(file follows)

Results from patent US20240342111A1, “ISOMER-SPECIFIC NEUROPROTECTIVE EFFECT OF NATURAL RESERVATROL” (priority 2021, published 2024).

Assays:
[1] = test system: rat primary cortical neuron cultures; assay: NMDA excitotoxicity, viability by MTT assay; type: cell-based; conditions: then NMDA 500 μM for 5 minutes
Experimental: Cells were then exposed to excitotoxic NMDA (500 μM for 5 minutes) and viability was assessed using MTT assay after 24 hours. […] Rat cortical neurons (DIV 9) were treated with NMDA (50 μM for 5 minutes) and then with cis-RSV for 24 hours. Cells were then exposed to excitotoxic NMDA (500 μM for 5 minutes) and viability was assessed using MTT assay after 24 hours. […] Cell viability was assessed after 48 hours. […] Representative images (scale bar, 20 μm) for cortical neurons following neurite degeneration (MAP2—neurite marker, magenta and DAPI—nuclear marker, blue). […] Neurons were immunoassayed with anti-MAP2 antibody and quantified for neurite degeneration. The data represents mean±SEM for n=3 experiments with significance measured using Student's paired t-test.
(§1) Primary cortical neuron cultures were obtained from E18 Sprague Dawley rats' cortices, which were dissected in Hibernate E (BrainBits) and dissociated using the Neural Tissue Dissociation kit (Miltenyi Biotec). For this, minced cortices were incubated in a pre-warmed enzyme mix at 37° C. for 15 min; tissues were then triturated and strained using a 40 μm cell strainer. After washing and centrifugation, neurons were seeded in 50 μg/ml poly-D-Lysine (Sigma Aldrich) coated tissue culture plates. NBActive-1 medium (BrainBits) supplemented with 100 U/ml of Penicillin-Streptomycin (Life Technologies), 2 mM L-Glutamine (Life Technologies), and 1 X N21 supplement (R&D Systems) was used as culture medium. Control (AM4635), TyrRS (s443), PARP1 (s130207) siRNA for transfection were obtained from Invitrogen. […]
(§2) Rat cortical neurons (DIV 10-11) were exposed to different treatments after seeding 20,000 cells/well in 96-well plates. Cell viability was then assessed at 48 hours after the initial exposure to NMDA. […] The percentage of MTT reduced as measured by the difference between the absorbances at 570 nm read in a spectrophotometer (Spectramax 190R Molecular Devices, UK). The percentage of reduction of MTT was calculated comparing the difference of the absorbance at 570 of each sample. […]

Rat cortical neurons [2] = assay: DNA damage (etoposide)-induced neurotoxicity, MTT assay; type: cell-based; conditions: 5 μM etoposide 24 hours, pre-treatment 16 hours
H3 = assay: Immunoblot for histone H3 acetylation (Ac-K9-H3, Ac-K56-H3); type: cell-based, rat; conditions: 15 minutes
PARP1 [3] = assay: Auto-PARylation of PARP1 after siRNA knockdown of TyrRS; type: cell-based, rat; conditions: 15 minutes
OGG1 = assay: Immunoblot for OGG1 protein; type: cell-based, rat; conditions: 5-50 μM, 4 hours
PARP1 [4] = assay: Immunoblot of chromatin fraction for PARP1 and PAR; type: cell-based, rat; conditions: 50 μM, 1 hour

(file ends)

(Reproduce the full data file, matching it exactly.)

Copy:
Results from patent US20240342111A1, “ISOMER-SPECIFIC NEUROPROTECTIVE EFFECT OF NATURAL RESERVATROL” (priority 2021, published 2024).

Assays:
[1] = test system: rat primary cortical neuron cultures; assay: NMDA excitotoxicity, viability by MTT assay; type: cell-based; conditions: then NMDA 500 μM for 5 minutes
Experimental: Cells were then exposed to excitotoxic NMDA (500 μM for 5 minutes) and viability was assessed using MTT assay after 24 hours. […] Rat cortical neurons (DIV 9) were treated with NMDA (50 μM for 5 minutes) and then with cis-RSV for 24 hours. Cells were then exposed to excitotoxic NMDA (500 μM for 5 minutes) and viability was assessed using MTT assay after 24 hours. […] Cell viability was assessed after 48 hours. […] Representative images (scale bar, 20 μm) for cortical neurons following neurite degeneration (MAP2—neurite marker, magenta and DAPI—nuclear marker, blue). […] Neurons were immunoassayed with anti-MAP2 antibody and quantified for neurite degeneration. The data represents mean±SEM for n=3 experiments with significance measured using Student's paired t-test.
(§1) Primary cortical neuron cultures were obtained from E18 Sprague Dawley rats' cortices, which were dissected in Hibernate E (BrainBits) and dissociated using the Neural Tissue Dissociation kit (Miltenyi Biotec). For this, minced cortices were incubated in a pre-warmed enzyme mix at 37° C. for 15 min; tissues were then triturated and strained using a 40 μm cell strainer. After washing and centrifugation, neurons were seeded in 50 μg/ml poly-D-Lysine (Sigma Aldrich) coated tissue culture plates. NBActive-1 medium (BrainBits) supplemented with 100 U/ml of Penicillin-Streptomycin (Life Technologies), 2 mM L-Glutamine (Life Technologies), and 1 X N21 supplement (R&D Systems) was used as culture medium. Control (AM4635), TyrRS (s443), PARP1 (s130207) siRNA for transfection were obtained from Invitrogen. […]
(§2) Rat cortical neurons (DIV 10-11) were exposed to different treatments after seeding 20,000 cells/well in 96-well plates. Cell viability was then assessed at 48 hours after the initial exposure to NMDA. […] The percentage of MTT reduced as measured by the difference between the absorbances at 570 nm read in a spectrophotometer (Spectramax 190R Molecular Devices, UK). The percentage of reduction of MTT was calculated comparing the difference of the absorbance at 570 of each sample. […]

Rat cortical neurons [2] = assay: DNA damage (etoposide)-induced neurotoxicity, MTT assay; type: cell-based; conditions: 5 μM etoposide 24 hours, pre-treatment 16 hours
H3 = assay: Immunoblot for histone H3 acetylation (Ac-K9-H3, Ac-K56-H3); type: cell-based, rat; conditions: 15 minutes
PARP1 [3] = assay: Auto-PARylation of PARP1 after siRNA knockdown of TyrRS; type: cell-based, rat; conditions: 15 minutes
OGG1 = assay: Immunoblot for OGG1 protein; type: cell-based, rat; conditions: 5-50 μM, 4 hours
PARP1 [4] = assay: Immunoblot of chromatin fraction for PARP1 and PAR; type: cell-based, rat; conditions: 50 μM, 1 hour